The Facts Machine

"And I come back to you now, at the turn of the tide"

Saturday, July 31, 2004


Christopher Hitchens gets the implication of John Kerry's "firehouse" line from his acceptance speech completely backwards, takes it miles out of context, and stretches it out into an entire column!

First of all, he misses the point of the quote:
To borrow the current sappy language of "making us safer": Who would feel more secure if they knew that we weren't spending any tax dollars on Iraqi firehouses?
The point of the Kerry line -- "we shouldn't be opening firehouses in Baghdad and closing them down in the United States of America" -- is the latter part, not the first part. Anyone not thoroughly inebriated (hint hint) knows that Kerry was not advocating the end of reconstruction projects in Iraq, such as firehouse building. He's not saying we should value firehouses in America instead of their counterparts in Baghdad; he's saying we should in addition.

Hitchens' biggest offense is in taking the quote out of context, deliberately I might add. Here's the paragraph which included the firehouse quote:
And the front lines of this battle are not just far away they're right here on our shores, at our airports, and potentially in any town or city. Today, our national security begins with homeland security. The 9/11 Commission has given us a path to follow, endorsed by Democrats, Republicans, and the 9/11 families. As president, I will not evade or equivocate; I will immediately implement the recommendations of that commission. We shouldn't be letting 95 percent of container ships come into our ports without ever being physically inspected. We shouldn't be leaving our nuclear and chemical plants without enough protection. And we shouldn't be opening firehouses in Baghdad and closing them down in the United States of America.
Now I'm not good with tea leaves, palmistry or code-cracking, but I could swear that John Kerry is talking about homeland security. Without providing the actual context, Hitch frames the quote as if Kerry was outlining a Buchananite policy of xenophobic, isolationist spending policies. And then he turns it into some sort of moral crisis for the left. No link to the speech is readily available from his column, of course.

In short, George W Bush's efforts on homeland security have not been as serious as they should be, and John Kerry is calling him on that. No, we shouldn't be opening firehouses in Baghdad and closing them down in the United States of America. We should be opening them in both, and that's John Kerry's point: We need to be serious on both Iraq and homeland security.

Naturally, Instapundit links approvingly.

P.S. Incidentally, the portion of the paragraph from Kerry that concerns me is with the 9/11 Commission. I understand the politics of wanting to appear more receptive to the Commission's reccomendations than Bush is, but "I will immediately implement..." seems a bit over-eager to me. While I'm willing to interpret Kerry's statement as that he will also decide on how he implements those reccomendations, and while a comprehensive implementation would probably be a good short-hand way to describe what a Kerry administration would do, further clarification on this will be in order soon.

On the other hand, if he had made a more ambiguous statement than that one, the usual suspects would have been all over him for it. So in the end, it was worth it to strangle the flip-flop meme.

Mark Kleiman has a post up about Kerry's support among veterans compared to Gore's. He notes a study showing that Kerry's vet support is no higher than Gore's.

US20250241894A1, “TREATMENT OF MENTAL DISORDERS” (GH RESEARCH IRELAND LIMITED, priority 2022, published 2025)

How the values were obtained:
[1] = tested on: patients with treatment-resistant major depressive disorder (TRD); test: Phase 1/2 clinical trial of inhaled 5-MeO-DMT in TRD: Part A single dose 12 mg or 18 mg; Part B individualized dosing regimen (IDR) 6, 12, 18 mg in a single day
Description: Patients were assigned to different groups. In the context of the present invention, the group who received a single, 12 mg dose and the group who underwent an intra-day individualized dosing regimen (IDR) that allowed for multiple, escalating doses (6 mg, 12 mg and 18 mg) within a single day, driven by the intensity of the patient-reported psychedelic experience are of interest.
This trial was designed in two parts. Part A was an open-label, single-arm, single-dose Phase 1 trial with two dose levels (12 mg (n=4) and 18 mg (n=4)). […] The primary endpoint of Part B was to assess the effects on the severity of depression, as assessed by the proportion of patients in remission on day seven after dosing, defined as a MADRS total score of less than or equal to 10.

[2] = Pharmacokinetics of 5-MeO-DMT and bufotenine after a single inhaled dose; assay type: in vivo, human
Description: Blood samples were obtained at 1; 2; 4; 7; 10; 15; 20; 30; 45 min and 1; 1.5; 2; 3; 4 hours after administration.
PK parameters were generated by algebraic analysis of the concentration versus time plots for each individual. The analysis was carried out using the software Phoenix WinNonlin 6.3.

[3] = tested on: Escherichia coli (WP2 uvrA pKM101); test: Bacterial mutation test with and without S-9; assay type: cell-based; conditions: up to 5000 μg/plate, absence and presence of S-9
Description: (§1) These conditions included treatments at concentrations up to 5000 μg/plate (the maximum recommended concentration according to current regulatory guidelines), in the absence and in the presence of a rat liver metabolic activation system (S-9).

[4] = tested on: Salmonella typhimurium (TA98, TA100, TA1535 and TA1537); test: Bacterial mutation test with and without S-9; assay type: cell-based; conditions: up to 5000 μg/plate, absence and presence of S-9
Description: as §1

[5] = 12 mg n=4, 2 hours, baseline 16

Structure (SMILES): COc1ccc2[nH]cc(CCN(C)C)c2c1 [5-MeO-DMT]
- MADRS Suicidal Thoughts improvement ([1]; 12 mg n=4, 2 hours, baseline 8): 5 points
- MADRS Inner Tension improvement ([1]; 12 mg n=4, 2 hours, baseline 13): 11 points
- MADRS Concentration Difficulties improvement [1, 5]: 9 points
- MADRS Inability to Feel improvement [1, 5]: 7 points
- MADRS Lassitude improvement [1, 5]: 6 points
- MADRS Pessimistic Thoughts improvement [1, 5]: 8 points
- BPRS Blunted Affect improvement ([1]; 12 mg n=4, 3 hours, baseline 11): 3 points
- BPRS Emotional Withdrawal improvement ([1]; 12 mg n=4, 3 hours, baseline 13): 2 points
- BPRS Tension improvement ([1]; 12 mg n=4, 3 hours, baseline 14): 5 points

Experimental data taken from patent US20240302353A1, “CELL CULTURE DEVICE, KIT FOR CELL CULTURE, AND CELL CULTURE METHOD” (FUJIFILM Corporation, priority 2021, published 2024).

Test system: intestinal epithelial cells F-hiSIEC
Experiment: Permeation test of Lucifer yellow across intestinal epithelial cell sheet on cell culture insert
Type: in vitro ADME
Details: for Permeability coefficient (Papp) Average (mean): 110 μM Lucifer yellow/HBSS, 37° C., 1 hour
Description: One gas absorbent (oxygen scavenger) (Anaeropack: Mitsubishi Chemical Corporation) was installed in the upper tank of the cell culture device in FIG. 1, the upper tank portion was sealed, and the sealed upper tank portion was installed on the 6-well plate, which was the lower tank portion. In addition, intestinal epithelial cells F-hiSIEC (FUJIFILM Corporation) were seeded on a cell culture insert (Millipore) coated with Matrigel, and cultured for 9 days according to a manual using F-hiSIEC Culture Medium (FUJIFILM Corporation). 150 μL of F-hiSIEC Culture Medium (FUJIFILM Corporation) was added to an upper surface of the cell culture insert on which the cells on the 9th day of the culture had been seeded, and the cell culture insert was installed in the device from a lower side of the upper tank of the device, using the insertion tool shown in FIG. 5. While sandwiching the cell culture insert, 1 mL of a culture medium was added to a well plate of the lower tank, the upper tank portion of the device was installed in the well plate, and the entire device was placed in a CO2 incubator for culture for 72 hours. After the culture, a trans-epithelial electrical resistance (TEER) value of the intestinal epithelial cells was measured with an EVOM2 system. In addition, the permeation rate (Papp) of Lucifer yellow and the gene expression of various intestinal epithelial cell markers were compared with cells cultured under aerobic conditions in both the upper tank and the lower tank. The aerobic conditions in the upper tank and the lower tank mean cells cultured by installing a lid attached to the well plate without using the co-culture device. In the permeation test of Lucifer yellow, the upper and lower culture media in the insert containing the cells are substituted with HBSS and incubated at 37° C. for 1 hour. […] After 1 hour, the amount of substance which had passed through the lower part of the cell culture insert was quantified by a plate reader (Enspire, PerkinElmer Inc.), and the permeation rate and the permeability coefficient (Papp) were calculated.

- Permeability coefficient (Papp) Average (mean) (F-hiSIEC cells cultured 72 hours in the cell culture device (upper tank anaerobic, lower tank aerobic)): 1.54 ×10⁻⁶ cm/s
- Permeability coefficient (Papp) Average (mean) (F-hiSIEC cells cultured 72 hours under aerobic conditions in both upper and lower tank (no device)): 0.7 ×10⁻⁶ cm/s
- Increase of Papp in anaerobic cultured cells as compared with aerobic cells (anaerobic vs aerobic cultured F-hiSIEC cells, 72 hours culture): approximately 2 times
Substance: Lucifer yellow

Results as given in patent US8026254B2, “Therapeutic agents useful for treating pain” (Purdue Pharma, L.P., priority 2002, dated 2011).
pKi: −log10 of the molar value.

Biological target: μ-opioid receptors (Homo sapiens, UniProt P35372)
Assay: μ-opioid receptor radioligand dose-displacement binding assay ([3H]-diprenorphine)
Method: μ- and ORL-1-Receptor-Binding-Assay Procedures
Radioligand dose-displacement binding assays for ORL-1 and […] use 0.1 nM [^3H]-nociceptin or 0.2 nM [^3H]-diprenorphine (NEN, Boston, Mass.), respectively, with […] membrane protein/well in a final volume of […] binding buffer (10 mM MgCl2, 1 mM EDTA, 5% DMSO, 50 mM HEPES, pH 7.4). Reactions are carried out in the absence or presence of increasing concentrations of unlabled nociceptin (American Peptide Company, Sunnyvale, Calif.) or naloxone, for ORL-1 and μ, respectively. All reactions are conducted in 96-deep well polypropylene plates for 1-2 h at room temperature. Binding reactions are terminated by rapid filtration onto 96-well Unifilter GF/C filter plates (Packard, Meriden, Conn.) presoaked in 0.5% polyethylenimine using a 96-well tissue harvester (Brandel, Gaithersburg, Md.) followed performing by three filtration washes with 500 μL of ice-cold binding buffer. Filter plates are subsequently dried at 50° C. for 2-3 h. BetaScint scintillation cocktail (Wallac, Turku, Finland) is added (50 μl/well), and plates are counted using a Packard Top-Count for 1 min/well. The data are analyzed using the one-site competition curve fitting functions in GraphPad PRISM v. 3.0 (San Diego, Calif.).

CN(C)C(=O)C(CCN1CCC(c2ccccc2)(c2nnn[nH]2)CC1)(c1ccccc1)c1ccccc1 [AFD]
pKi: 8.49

Kleiman concludes:
That doesn't mean Kerry's emphasis on his service record is a mistake: the audience for that is much wider than veterans. But it isn't good news.
Let's think about this a little more.

The journey from 2000 to 2004 isn't exactly a straight line.

In 2000, Al Gore was the Vietnam vet (a reporter, but he was there, and therefore could have been killed), while George W Bush was a towel-snapper from the Texas National Guard who may or may not have skipped out on several months of duty in Alabama (though the media didn't exactly get into that in 2000). The vast Bulk of Bush's military cred (and thus, veteran cred) came from the positive public association of Republicans and the military that existed at the time. And Gore's campaign did not talk very much about the military, the focus was mostly domestic and economic. The result? Bush held a modest lead over Gore among veterans.

In 2004, like it or not, Bush is a "war president" in the sense that he is irrevocably associated with military action. Afghanistan and Iraq changed perceptions of Bush, no matter what anyone thinks of those actions and how they were conducted. Going by that, it would be logical to see a relative increase in Bush's vet support compared to what he had in 2000. The result? Bush holds a modest lead over Kerry among veterans.

Despite Kerry's record, I didn't expect to see Kerry overtake Bush among veterans. But I was guessing he would keep it close, and close he has kept it. And it hurts me down to the bone to say this, but it may not have been this close with Dean.

Friday, July 30, 2004


Josh Marshall:
Now this is rich.

President Bush's new line of attack is that John Kerry is a man of few achievements.

"My opponent has good intentions," the president said today. "But intentions don't always translate into results. After 19 years in the United States Senate, my opponent has had thousands of votes but very few signature achievements."

This might be a plausible line of attack coming from another opponent. Unlike, say, Russ Feingold or Ted Kennedy, there's no prominent piece of legislation with Kerry's name on it, though admirers of Kerry point to his critical role in a series of high-profile Senate investigations.

But coming from George W. Bush? A guy whose handlers had to get some of the more gullible run of journalists to refer to his life before he turned forty as his 'lost years'?